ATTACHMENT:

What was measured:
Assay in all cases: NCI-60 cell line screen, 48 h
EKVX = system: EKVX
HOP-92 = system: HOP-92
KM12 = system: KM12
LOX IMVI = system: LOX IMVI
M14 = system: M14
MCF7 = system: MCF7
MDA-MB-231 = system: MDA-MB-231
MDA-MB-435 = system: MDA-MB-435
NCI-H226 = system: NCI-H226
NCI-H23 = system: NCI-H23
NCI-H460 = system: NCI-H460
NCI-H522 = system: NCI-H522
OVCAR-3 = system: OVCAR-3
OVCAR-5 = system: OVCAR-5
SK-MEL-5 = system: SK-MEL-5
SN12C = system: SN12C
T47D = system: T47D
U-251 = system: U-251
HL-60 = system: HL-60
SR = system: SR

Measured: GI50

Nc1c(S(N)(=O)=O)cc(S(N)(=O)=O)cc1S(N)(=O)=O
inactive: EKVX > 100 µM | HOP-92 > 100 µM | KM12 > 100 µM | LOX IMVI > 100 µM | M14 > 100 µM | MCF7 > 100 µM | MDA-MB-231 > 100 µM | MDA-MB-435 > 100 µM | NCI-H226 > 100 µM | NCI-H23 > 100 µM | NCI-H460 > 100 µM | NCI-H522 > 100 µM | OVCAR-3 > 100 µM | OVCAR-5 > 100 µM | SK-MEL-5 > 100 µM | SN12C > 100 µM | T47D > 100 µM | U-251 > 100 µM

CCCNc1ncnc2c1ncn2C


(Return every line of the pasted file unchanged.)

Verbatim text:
What was measured:
Assay in all cases: NCI-60 cell line screen, 48 h
EKVX = system: EKVX
HOP-92 = system: HOP-92
KM12 = system: KM12
LOX IMVI = system: LOX IMVI
M14 = system: M14
MCF7 = system: MCF7
MDA-MB-231 = system: MDA-MB-231
MDA-MB-435 = system: MDA-MB-435
NCI-H226 = system: NCI-H226
NCI-H23 = system: NCI-H23
NCI-H460 = system: NCI-H460
NCI-H522 = system: NCI-H522
OVCAR-3 = system: OVCAR-3
OVCAR-5 = system: OVCAR-5
SK-MEL-5 = system: SK-MEL-5
SN12C = system: SN12C
T47D = system: T47D
U-251 = system: U-251
HL-60 = system: HL-60
SR = system: SR

Measured: GI50

Nc1c(S(N)(=O)=O)cc(S(N)(=O)=O)cc1S(N)(=O)=O
inactive: EKVX > 100 µM | HOP-92 > 100 µM | KM12 > 100 µM | LOX IMVI > 100 µM | M14 > 100 µM | MCF7 > 100 µM | MDA-MB-231 > 100 µM | MDA-MB-435 > 100 µM | NCI-H226 > 100 µM | NCI-H23 > 100 µM | NCI-H460 > 100 µM | NCI-H522 > 100 µM | OVCAR-3 > 100 µM | OVCAR-5 > 100 µM | SK-MEL-5 > 100 µM | SN12C > 100 µM | T47D > 100 µM | U-251 > 100 µM

CCCNc1ncnc2c1ncn2C